It appears as though the Australian economy expanded by between 2.5 and 2.75 per cent throughout 2017, writes Janus Henderson’s Frank Uhlenbruch – but what’s ahead for 2018?
While weather events created some volatility in the data, it appears as though the Australian economy is poised to expand by around 2.50 per cent to 2.75 per cent over 2017.
Monetary policy settings remained accommodative with the Reserve Bank of Australia (RBA) leaving the cash rate unchanged at 1.50 per cent.
Central banks’ concerns about medium-term financial stability were somewhat allayed by macro-prudential measures designed to tighten lending standards and limit growth in riskier types of lending.
The main positive surprise on the macro side was the strong rebound in the labour market after a lacklustre period over 2016 and early 2017.
Over the 12 months to September 2017, employment was up 3.1 per cent, with full time jobs growth accounting for most of the gain.
The rebound in the labour market helped close the gap between persistently elevated levels of business conditions and subdued levels of consumer confidence.
Given the strength in jobs growth, some fall in the unemployment rate could have been expected over the year.
Instead, the unemployment rate has largely tracked sideways as labour market strength enticed workers back into the labour force, resulting in a lift in the participation rate.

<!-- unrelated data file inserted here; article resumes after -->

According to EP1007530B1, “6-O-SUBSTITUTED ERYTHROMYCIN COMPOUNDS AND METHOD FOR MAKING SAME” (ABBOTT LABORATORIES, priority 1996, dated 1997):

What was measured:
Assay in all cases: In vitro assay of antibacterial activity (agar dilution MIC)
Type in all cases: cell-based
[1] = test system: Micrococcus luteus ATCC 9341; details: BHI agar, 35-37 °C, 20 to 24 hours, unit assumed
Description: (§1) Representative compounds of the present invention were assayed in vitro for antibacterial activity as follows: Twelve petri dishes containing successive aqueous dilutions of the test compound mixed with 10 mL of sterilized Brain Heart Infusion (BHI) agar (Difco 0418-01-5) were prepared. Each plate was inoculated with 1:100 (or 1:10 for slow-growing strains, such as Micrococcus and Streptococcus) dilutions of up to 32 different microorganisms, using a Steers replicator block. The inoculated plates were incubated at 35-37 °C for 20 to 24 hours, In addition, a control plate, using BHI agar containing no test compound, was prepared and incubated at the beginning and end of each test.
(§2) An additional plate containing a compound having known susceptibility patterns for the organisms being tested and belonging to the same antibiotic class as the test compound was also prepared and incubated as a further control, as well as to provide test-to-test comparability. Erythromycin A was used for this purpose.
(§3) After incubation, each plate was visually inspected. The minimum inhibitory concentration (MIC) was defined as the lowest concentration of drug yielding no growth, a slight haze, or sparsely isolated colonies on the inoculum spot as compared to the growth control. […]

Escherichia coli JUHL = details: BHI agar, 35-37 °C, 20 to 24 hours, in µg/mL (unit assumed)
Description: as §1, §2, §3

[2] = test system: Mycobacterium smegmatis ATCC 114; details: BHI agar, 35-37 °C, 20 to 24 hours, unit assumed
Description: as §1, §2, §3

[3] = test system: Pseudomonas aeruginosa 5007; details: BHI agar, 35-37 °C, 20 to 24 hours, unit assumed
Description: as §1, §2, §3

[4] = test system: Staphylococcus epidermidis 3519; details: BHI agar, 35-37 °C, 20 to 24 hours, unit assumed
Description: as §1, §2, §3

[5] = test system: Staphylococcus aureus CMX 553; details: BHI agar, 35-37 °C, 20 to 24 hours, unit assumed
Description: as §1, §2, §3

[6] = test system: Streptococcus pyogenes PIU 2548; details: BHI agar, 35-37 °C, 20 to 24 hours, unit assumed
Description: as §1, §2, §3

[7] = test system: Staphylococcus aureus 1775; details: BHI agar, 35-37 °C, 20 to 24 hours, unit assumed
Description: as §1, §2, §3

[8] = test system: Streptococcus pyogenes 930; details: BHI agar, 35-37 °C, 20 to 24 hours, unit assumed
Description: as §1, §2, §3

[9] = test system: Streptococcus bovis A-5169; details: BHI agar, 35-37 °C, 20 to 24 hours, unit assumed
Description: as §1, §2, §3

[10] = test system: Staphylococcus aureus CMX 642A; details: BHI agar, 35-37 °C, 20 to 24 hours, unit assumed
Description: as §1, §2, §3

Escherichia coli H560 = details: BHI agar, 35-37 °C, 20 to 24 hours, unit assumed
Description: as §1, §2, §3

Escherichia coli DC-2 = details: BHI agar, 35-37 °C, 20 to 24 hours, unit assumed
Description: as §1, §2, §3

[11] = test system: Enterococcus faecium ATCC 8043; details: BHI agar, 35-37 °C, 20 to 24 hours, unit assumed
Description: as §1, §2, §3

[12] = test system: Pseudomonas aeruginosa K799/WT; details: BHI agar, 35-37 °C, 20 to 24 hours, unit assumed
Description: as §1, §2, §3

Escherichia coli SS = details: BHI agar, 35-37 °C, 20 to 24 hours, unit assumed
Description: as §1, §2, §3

Going into the end of 2017, historically low rates of wages growth and elevated levels of underemployment suggest that the labour market still has some slack in it. So what’s in store for 2018?
Trend to above trend growth
Against the backdrop of solid major trading partner growth and with public infrastructure work yet to be done at around 6 per cent of nominal GDP, the economy is reasonably well-placed to manage the end of the most recent housing boom.
Consumption is expected to grow at a moderate pace and net exports are set to benefit from further expansions in LNG export capacity.
Business investment is poised to become a source of growth as the drag from falls in mining investments finally ends. Overall, we see economic growth lifting to around 3 per cent.
Gradual lift in inflation
We look for the underlying inflation rate to gradually lift to 2 per cent by the end of 2018. Upward pressure comes from the direct and indirect flow-on effects of higher utilities prices.
Some further tightening in labour conditions and the flow-on effects from the 3.3 per cent lift in the minimum wage in mid-2017 should exert upward pressure on inflation in the non-tradeable sector.
Working in the opposite direction is limited rent inflation given recent increases in dwelling supply and heightened completion in a range of sectors from new and prospective new entrants.
RBA tightening on the horizon
While some offshore central banks have begun to remove high levels of policy accommodation, the pace of tightening is expected to be very gradual given low wages and inflation outcomes.
Given that many offshore economies had to ease monetary conditions by much more than Australia, the RBA has suggested that initial rises in offshore rates have no automatic implication for domestic settings.
While the RBA appears to be in a patient mind-set, its expectation is that the next move in the cash rate will be up.
We suspect that as we head towards the end of 2018, the growth and inflation outlook will allow the RBA to commence winding back the level of monetary accommodation towards a more neutral stance.
Frank Uhlenbruch is an investment strategist in the Australian fixed interest team at Janus Henderson Investors.